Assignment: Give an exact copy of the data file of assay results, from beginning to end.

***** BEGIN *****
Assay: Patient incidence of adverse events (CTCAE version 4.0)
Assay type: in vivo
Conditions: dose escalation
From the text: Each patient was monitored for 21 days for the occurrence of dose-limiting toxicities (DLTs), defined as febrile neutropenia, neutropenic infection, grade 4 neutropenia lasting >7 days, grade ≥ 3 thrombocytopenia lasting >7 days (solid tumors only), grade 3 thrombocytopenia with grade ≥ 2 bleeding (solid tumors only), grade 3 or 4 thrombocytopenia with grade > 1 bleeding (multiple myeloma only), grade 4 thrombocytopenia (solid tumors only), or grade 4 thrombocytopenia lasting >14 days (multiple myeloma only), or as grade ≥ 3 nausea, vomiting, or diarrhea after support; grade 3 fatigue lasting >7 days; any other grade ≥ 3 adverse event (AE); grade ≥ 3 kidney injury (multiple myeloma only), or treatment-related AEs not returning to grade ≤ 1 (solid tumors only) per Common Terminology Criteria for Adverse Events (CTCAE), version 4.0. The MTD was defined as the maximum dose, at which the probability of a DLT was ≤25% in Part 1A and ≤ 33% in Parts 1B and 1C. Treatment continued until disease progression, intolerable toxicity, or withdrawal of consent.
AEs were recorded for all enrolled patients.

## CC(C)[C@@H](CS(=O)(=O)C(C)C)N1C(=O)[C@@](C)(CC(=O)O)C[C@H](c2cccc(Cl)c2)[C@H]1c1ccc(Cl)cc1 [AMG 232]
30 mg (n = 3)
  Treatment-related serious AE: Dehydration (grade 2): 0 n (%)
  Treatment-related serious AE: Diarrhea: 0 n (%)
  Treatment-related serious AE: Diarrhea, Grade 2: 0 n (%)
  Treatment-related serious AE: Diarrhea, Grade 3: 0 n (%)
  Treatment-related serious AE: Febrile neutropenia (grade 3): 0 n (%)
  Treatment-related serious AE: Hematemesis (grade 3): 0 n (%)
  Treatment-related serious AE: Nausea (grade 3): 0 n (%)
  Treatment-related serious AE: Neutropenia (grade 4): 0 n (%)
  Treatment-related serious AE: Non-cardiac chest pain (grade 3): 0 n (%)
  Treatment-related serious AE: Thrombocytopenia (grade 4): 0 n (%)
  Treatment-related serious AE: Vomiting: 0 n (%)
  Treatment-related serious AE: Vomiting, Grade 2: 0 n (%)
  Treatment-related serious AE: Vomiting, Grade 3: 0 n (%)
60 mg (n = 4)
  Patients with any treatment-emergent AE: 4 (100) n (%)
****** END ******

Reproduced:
Assay: Patient incidence of adverse events (CTCAE version 4.0)
Assay type: in vivo
Conditions: dose escalation
From the text: Each patient was monitored for 21 days for the occurrence of dose-limiting toxicities (DLTs), defined as febrile neutropenia, neutropenic infection, grade 4 neutropenia lasting >7 days, grade ≥ 3 thrombocytopenia lasting >7 days (solid tumors only), grade 3 thrombocytopenia with grade ≥ 2 bleeding (solid tumors only), grade 3 or 4 thrombocytopenia with grade > 1 bleeding (multiple myeloma only), grade 4 thrombocytopenia (solid tumors only), or grade 4 thrombocytopenia lasting >14 days (multiple myeloma only), or as grade ≥ 3 nausea, vomiting, or diarrhea after support; grade 3 fatigue lasting >7 days; any other grade ≥ 3 adverse event (AE); grade ≥ 3 kidney injury (multiple myeloma only), or treatment-related AEs not returning to grade ≤ 1 (solid tumors only) per Common Terminology Criteria for Adverse Events (CTCAE), version 4.0. The MTD was defined as the maximum dose, at which the probability of a DLT was ≤25% in Part 1A and ≤ 33% in Parts 1B and 1C. Treatment continued until disease progression, intolerable toxicity, or withdrawal of consent.
AEs were recorded for all enrolled patients.

## CC(C)[C@@H](CS(=O)(=O)C(C)C)N1C(=O)[C@@](C)(CC(=O)O)C[C@H](c2cccc(Cl)c2)[C@H]1c1ccc(Cl)cc1 [AMG 232]
30 mg (n = 3)
  Treatment-related serious AE: Dehydration (grade 2): 0 n (%)
  Treatment-related serious AE: Diarrhea: 0 n (%)
  Treatment-related serious AE: Diarrhea, Grade 2: 0 n (%)
  Treatment-related serious AE: Diarrhea, Grade 3: 0 n (%)
  Treatment-related serious AE: Febrile neutropenia (grade 3): 0 n (%)
  Treatment-related serious AE: Hematemesis (grade 3): 0 n (%)
  Treatment-related serious AE: Nausea (grade 3): 0 n (%)
  Treatment-related serious AE: Neutropenia (grade 4): 0 n (%)
  Treatment-related serious AE: Non-cardiac chest pain (grade 3): 0 n (%)
  Treatment-related serious AE: Thrombocytopenia (grade 4): 0 n (%)
  Treatment-related serious AE: Vomiting: 0 n (%)
  Treatment-related serious AE: Vomiting, Grade 2: 0 n (%)
  Treatment-related serious AE: Vomiting, Grade 3: 0 n (%)
60 mg (n = 4)
  Patients with any treatment-emergent AE: 4 (100) n (%)